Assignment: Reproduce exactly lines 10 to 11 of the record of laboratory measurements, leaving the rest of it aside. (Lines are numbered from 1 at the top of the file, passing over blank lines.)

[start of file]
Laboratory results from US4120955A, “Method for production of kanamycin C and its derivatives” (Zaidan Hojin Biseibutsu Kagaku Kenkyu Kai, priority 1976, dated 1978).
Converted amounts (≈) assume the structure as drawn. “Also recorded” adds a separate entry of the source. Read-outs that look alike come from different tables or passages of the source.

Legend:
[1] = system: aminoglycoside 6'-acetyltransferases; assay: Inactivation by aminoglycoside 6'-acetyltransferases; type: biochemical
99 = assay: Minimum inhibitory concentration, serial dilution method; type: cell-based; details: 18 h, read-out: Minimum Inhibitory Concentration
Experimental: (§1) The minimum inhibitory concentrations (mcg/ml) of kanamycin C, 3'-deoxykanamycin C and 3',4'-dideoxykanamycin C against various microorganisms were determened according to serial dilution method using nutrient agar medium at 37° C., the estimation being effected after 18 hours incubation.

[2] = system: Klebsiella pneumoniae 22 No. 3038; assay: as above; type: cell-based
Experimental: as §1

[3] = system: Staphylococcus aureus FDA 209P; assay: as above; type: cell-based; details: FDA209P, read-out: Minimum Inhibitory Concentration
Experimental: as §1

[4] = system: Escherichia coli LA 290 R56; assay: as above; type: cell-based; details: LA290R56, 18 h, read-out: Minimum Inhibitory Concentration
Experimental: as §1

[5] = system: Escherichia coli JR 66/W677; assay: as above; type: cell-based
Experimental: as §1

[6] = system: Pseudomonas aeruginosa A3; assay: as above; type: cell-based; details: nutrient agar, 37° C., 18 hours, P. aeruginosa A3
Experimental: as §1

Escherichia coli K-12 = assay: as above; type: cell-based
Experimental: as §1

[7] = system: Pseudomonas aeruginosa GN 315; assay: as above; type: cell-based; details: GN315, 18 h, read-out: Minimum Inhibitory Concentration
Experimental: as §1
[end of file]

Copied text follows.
Experimental: as §1

[4] = system: Escherichia coli LA 290 R56; assay: as above; type: cell-based; details: LA290R56, 18 h, read-out: Minimum Inhibitory Concentration